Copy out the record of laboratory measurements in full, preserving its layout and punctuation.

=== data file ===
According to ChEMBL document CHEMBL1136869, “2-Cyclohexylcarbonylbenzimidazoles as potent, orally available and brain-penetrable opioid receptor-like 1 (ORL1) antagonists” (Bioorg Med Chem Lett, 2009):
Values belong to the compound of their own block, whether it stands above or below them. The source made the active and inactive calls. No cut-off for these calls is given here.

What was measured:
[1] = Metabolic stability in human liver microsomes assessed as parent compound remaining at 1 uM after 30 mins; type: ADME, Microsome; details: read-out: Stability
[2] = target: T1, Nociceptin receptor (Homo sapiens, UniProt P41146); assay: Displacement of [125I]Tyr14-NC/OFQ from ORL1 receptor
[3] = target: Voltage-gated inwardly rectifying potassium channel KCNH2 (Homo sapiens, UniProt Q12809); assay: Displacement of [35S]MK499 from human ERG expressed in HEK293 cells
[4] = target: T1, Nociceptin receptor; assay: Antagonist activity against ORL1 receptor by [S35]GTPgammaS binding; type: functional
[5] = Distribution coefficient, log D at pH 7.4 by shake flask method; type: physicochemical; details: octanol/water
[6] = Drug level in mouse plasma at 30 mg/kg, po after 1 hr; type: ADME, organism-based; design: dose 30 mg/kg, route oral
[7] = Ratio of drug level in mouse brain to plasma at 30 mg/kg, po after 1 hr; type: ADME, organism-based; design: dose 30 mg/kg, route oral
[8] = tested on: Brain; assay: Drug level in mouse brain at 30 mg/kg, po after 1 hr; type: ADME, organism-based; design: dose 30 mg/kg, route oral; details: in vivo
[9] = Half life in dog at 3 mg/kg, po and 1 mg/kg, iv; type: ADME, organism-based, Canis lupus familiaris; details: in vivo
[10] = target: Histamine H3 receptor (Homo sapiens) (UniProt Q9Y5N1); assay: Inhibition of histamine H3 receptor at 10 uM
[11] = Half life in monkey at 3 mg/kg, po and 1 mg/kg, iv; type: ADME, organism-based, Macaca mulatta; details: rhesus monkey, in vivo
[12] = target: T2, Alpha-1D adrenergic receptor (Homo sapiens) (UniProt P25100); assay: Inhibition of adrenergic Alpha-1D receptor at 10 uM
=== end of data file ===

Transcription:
According to ChEMBL document CHEMBL1136869, “2-Cyclohexylcarbonylbenzimidazoles as potent, orally available and brain-penetrable opioid receptor-like 1 (ORL1) antagonists” (Bioorg Med Chem Lett, 2009):
Values belong to the compound of their own block, whether it stands above or below them. The source made the active and inactive calls. No cut-off for these calls is given here.

What was measured:
[1] = Metabolic stability in human liver microsomes assessed as parent compound remaining at 1 uM after 30 mins; type: ADME, Microsome; details: read-out: Stability
[2] = target: T1, Nociceptin receptor (Homo sapiens, UniProt P41146); assay: Displacement of [125I]Tyr14-NC/OFQ from ORL1 receptor
[3] = target: Voltage-gated inwardly rectifying potassium channel KCNH2 (Homo sapiens, UniProt Q12809); assay: Displacement of [35S]MK499 from human ERG expressed in HEK293 cells
[4] = target: T1, Nociceptin receptor; assay: Antagonist activity against ORL1 receptor by [S35]GTPgammaS binding; type: functional
[5] = Distribution coefficient, log D at pH 7.4 by shake flask method; type: physicochemical; details: octanol/water
[6] = Drug level in mouse plasma at 30 mg/kg, po after 1 hr; type: ADME, organism-based; design: dose 30 mg/kg, route oral
[7] = Ratio of drug level in mouse brain to plasma at 30 mg/kg, po after 1 hr; type: ADME, organism-based; design: dose 30 mg/kg, route oral
[8] = tested on: Brain; assay: Drug level in mouse brain at 30 mg/kg, po after 1 hr; type: ADME, organism-based; design: dose 30 mg/kg, route oral; details: in vivo
[9] = Half life in dog at 3 mg/kg, po and 1 mg/kg, iv; type: ADME, organism-based, Canis lupus familiaris; details: in vivo
[10] = target: Histamine H3 receptor (Homo sapiens) (UniProt Q9Y5N1); assay: Inhibition of histamine H3 receptor at 10 uM
[11] = Half life in monkey at 3 mg/kg, po and 1 mg/kg, iv; type: ADME, organism-based, Macaca mulatta; details: rhesus monkey, in vivo
[12] = target: T2, Alpha-1D adrenergic receptor (Homo sapiens) (UniProt P25100); assay: Inhibition of adrenergic Alpha-1D receptor at 10 uM